On his Majesty's Secret Service

By Vijaya Pushkarna







Sitaram Yechury, the erudite General Secretary of the Communist Party of India (Marxist) has described the post of governors as “superfluous”, and suggested it be abolished. There were innumerable examples of governors exceeding their brief, many have imposed central rule in the states, and courts have intervened in time to put them in place, he elaborated


The  provocation  for Yechury’s suggestion is Kerala Governor Arif Mohammad Khan pulling up Chief Minister Pinarayi Vijayan’s government in full public view. He was angry that the government had gone to the Supreme Court to seek the abrogation of the discriminatory Citizenship (Amendment) Act, 2019. The state government did that after passing a resolution in the legislature.



Khan’s ire was also because he was not consulted and bypassed. That he said , was unlawful. “I will not allow the Constitutional machinery to collapse in the state”, Governor Khan has asserted.
 According to Yechury  Article 131 of the Constitution allows the state government to do what it did.



However that showdown in Kerala plays out, the fact is that the governors represent the Central government. While they are meant to be wedded to the Constitution, many have preferred to be the handmaid of the political party that has appointed them to that post.



Governors keeping an eye on the political interest of those parties are not new. In the old days, state governments of opposition parties have been dismissed when the dispensation in South Block has changed. Indira Gandhi’s tenures in office have seen elected governments dismissed and President’s rule imposed , 39 times.  The short-lived Janata Party did it 9 times.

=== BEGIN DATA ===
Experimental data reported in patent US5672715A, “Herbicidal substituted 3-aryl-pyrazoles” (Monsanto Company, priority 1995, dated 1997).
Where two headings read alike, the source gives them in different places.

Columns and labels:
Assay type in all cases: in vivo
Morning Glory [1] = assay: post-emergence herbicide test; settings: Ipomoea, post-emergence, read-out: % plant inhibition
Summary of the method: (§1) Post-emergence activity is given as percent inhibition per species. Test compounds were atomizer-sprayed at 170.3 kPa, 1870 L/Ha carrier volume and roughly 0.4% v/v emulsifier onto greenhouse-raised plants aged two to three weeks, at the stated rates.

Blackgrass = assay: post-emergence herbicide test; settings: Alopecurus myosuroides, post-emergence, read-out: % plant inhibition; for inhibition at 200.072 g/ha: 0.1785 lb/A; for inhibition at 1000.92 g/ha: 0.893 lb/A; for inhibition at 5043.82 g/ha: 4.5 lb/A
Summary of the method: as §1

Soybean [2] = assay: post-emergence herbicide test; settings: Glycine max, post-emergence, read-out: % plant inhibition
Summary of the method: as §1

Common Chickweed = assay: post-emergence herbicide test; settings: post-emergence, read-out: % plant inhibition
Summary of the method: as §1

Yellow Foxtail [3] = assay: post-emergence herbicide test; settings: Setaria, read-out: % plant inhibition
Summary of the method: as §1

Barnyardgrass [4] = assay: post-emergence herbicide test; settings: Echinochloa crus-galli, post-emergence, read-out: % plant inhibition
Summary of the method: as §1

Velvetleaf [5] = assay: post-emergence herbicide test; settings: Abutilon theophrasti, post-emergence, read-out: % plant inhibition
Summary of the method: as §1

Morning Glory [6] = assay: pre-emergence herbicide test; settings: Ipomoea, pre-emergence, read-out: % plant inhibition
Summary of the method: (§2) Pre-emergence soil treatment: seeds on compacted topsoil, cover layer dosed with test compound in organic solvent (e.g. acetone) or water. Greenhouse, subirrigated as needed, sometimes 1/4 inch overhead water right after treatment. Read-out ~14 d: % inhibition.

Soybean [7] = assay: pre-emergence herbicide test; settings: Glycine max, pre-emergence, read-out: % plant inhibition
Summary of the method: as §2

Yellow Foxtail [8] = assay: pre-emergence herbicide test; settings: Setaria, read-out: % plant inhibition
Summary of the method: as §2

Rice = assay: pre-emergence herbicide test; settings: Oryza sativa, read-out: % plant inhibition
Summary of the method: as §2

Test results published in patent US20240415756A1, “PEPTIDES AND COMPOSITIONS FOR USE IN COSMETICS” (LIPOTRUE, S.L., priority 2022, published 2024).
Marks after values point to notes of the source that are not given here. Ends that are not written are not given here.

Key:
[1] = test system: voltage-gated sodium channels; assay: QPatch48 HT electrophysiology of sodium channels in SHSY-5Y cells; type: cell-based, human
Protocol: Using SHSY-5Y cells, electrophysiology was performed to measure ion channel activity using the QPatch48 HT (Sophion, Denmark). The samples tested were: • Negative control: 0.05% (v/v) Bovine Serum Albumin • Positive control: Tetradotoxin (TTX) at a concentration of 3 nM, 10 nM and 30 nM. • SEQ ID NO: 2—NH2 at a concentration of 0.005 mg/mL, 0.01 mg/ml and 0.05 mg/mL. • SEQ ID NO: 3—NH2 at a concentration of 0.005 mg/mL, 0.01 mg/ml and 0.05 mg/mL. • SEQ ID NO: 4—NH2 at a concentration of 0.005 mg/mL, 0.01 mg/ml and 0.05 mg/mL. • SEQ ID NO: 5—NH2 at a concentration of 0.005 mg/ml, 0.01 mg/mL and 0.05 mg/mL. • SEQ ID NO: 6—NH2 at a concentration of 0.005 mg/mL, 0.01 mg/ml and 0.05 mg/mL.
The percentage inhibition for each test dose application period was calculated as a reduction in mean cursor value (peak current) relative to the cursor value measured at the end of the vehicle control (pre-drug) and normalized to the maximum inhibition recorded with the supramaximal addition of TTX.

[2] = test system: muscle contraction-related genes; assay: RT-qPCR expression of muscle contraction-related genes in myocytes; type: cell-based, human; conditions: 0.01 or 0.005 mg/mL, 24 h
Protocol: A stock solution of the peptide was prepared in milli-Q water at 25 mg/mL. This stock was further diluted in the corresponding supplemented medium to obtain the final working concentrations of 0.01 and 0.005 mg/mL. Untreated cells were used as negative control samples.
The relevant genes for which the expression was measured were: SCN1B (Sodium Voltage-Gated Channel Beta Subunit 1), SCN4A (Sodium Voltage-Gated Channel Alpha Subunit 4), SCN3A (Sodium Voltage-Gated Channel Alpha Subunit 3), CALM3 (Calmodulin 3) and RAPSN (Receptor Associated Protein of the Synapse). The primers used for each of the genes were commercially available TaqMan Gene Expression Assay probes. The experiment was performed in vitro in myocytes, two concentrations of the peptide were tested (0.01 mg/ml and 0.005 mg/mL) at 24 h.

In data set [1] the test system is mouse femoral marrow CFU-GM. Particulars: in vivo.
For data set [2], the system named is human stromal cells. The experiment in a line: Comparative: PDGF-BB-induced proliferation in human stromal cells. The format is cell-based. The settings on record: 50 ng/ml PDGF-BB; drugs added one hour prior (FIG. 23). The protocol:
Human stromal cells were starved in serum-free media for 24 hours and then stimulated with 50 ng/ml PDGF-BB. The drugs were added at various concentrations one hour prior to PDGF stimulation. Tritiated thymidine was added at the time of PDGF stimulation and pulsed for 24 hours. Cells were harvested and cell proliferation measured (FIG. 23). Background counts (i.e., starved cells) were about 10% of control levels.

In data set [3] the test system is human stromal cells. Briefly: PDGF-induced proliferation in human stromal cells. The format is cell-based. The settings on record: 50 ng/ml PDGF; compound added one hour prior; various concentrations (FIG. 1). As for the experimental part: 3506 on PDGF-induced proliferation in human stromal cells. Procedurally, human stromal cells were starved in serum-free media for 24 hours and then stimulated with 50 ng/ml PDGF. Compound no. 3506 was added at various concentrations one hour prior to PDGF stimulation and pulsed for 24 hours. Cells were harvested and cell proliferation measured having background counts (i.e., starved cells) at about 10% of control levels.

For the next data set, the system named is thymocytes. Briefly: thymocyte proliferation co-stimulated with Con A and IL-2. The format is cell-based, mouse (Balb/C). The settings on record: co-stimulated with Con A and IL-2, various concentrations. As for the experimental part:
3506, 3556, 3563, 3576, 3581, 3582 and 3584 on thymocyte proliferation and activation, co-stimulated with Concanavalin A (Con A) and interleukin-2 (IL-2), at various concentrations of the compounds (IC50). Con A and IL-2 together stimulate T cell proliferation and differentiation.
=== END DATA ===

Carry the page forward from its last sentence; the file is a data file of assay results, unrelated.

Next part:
But lately the Raj Bhavans have become the BJP’s offices in the state(not that they don't have party offices) thus helping them get a foothold—actually much more—in the politics of states where they are not in power. The political party needs them when elections throw up a hung assembly , and the governor can tilt the scales, whichever way he or she chooses. And they seem to need them the more to ensure the non-BJP state governments are not allowed to function. Delhi Chief Minister Arvind Kejriwal and Puducherry Chief Minister V Narayaswamy will vouch for that. Both have knocked at the Supreme Court and won back some of their rights in the matter of governance. Narayanswamy even petitioned the President of India, to recall Puducherry  Lt Governor Kiran Bedi, saying she was “impeding” decisions of his cabinet.

If Maharashtra Governor Bhagat Singh Koshiyari did not have that extra ounce of affection for the BJP, would he have received a letter from former chief minister Devendra Fadnavis staking his claim to form a government at 12.10 am? And worked to get the President’s rule in Maharashtra revoked by 5.47 am, and administered the oath of office to Fadnavis and Ajit Pawar in an almost clandestine manner by 8 am? There was nothing illegal, but the hurry only confirmed that the Raj Bhavan had become the BJP’s office in the state!

The BJP’s master stroke in using the Raj Bhavan was the way Article 370 that gave special status to the former state of J&K was scrapped. Under President’s rule, the Governor had the powers of the legislative assembly, which has power to recommend the abrogation. It was that simple.

Like New India and  New BJP, the Raj Bhavans across the country have also acquired a newsness about them.





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